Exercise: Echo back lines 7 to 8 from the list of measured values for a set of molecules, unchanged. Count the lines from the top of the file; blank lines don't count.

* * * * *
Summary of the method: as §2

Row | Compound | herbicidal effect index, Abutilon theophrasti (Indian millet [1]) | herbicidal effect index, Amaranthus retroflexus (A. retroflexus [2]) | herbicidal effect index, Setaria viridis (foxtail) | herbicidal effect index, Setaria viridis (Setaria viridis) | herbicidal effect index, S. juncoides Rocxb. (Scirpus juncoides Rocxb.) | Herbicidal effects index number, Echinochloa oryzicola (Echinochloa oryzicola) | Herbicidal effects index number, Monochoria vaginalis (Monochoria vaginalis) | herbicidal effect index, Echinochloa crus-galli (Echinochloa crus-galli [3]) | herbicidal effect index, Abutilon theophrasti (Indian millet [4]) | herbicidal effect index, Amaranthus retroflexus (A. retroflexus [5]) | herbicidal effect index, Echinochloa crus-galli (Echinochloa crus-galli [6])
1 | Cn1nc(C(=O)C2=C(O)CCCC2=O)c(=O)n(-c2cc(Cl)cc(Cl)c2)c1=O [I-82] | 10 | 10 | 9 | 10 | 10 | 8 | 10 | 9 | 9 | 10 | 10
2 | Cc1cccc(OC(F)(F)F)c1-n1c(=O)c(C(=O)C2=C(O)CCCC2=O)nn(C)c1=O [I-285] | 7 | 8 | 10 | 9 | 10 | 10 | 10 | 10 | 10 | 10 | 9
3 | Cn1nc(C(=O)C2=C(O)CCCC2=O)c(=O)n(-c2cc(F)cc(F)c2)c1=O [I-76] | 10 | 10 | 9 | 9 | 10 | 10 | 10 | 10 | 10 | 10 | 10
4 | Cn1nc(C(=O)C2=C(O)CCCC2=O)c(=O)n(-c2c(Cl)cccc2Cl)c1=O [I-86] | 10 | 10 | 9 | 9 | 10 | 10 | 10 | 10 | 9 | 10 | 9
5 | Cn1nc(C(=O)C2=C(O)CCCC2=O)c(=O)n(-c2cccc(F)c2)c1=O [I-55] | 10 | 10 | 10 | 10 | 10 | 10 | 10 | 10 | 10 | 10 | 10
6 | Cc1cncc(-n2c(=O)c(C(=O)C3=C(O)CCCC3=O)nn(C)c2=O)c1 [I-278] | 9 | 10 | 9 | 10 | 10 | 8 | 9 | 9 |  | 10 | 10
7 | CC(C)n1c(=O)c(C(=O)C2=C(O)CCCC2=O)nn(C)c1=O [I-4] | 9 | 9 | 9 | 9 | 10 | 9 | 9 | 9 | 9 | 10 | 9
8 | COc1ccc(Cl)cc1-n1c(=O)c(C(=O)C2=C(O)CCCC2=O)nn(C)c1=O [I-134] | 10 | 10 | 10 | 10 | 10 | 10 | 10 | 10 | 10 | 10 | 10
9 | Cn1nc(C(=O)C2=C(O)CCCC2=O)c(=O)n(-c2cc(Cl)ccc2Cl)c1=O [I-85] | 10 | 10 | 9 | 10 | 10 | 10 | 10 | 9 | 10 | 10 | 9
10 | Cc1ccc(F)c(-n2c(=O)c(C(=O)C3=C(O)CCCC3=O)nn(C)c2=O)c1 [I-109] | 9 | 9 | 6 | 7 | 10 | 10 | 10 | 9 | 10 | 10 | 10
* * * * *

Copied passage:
5 | Cn1nc(C(=O)C2=C(O)CCCC2=O)c(=O)n(-c2cccc(F)c2)c1=O [I-55] | 10 | 10 | 10 | 10 | 10 | 10 | 10 | 10 | 10 | 10 | 10
6 | Cc1cncc(-n2c(=O)c(C(=O)C3=C(O)CCCC3=O)nn(C)c2=O)c1 [I-278] | 9 | 10 | 9 | 10 | 10 | 8 | 9 | 9 |  | 10 | 10